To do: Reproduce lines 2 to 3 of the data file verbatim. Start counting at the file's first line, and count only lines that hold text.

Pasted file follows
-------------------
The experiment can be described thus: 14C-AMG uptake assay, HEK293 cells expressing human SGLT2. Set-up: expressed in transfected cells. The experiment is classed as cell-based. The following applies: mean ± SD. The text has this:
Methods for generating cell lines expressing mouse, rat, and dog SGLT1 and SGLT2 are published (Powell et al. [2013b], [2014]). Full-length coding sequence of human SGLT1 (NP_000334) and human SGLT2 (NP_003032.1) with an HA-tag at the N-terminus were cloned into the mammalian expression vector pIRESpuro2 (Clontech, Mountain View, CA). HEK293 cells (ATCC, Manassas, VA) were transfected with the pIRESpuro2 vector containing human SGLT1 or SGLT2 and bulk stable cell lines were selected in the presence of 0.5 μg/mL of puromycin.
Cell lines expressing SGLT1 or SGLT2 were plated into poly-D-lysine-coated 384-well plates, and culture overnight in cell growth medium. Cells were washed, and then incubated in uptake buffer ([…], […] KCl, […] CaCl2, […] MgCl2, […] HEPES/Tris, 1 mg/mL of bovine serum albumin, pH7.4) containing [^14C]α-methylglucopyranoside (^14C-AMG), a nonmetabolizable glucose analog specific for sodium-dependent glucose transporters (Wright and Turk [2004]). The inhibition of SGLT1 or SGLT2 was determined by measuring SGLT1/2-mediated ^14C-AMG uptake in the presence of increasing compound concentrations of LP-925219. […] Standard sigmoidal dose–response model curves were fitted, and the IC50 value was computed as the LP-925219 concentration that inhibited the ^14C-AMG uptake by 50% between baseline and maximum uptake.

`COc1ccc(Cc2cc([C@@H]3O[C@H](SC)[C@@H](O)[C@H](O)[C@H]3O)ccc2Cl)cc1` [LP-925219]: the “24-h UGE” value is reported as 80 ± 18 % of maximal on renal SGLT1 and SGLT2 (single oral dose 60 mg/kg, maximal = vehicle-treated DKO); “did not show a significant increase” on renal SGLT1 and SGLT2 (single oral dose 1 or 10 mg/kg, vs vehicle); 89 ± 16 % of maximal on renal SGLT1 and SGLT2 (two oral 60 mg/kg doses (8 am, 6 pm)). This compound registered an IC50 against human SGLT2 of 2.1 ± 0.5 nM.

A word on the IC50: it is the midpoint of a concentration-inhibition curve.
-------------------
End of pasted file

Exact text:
Methods for generating cell lines expressing mouse, rat, and dog SGLT1 and SGLT2 are published (Powell et al. [2013b], [2014]). Full-length coding sequence of human SGLT1 (NP_000334) and human SGLT2 (NP_003032.1) with an HA-tag at the N-terminus were cloned into the mammalian expression vector pIRESpuro2 (Clontech, Mountain View, CA). HEK293 cells (ATCC, Manassas, VA) were transfected with the pIRESpuro2 vector containing human SGLT1 or SGLT2 and bulk stable cell lines were selected in the presence of 0.5 μg/mL of puromycin.
Cell lines expressing SGLT1 or SGLT2 were plated into poly-D-lysine-coated 384-well plates, and culture overnight in cell growth medium. Cells were washed, and then incubated in uptake buffer ([…], […] KCl, […] CaCl2, […] MgCl2, […] HEPES/Tris, 1 mg/mL of bovine serum albumin, pH7.4) containing [^14C]α-methylglucopyranoside (^14C-AMG), a nonmetabolizable glucose analog specific for sodium-dependent glucose transporters (Wright and Turk [2004]). The inhibition of SGLT1 or SGLT2 was determined by measuring SGLT1/2-mediated ^14C-AMG uptake in the presence of increasing compound concentrations of LP-925219. […] Standard sigmoidal dose–response model curves were fitted, and the IC50 value was computed as the LP-925219 concentration that inhibited the ^14C-AMG uptake by 50% between baseline and maximum uptake.